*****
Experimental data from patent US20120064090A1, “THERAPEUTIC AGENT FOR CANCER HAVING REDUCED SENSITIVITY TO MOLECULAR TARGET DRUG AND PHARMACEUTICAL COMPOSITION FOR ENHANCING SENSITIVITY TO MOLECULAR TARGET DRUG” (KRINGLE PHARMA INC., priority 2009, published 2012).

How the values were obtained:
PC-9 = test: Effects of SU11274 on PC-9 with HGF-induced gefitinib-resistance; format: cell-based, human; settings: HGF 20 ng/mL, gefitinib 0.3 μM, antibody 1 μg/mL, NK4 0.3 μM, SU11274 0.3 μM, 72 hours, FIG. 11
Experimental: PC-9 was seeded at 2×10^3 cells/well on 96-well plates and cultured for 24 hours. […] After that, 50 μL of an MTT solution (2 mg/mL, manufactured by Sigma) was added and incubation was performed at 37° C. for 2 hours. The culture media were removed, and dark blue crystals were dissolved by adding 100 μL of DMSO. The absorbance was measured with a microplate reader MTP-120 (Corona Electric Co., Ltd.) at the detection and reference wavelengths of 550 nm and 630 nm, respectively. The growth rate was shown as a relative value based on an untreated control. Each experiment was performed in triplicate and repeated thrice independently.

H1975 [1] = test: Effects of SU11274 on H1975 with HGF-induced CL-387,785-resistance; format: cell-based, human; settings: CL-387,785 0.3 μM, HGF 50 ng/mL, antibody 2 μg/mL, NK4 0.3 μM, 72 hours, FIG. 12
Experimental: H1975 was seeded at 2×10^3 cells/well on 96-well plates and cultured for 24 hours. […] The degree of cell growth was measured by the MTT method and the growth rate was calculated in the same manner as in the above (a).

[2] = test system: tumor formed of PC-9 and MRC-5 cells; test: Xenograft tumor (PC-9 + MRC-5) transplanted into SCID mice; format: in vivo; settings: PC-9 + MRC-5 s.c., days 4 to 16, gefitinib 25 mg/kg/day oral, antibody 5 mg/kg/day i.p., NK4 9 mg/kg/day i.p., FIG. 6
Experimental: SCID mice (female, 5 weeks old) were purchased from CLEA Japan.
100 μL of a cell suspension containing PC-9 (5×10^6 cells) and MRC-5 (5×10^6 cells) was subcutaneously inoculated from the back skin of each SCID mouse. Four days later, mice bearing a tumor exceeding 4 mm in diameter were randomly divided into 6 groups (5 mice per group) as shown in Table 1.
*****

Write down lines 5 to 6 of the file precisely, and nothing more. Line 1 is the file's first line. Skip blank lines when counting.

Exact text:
H1975 [1] = test: Effects of SU11274 on H1975 with HGF-induced CL-387,785-resistance; format: cell-based, human; settings: CL-387,785 0.3 μM, HGF 50 ng/mL, antibody 2 μg/mL, NK4 0.3 μM, 72 hours, FIG. 12
Experimental: H1975 was seeded at 2×10^3 cells/well on 96-well plates and cultured for 24 hours. […] The degree of cell growth was measured by the MTT method and the growth rate was calculated in the same manner as in the above (a).